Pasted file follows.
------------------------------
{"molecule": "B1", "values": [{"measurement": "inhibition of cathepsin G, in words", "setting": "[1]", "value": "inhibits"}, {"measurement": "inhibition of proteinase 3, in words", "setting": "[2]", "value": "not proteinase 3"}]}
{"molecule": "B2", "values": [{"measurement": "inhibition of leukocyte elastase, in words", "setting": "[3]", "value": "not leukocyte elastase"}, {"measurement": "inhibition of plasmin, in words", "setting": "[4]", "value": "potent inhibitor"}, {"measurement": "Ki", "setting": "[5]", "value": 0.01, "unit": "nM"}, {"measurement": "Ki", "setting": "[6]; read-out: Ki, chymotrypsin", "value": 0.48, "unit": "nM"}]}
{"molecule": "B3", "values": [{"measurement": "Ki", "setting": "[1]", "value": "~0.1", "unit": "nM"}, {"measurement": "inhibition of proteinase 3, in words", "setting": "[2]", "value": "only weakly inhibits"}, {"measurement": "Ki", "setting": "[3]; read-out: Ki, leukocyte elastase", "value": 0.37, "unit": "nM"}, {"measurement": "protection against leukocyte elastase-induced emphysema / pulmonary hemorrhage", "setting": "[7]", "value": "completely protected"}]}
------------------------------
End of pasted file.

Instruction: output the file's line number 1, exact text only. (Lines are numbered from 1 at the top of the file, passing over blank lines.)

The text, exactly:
{"molecule": "B1", "values": [{"measurement": "inhibition of cathepsin G, in words", "setting": "[1]", "value": "inhibits"}, {"measurement": "inhibition of proteinase 3, in words", "setting": "[2]", "value": "not proteinase 3"}]}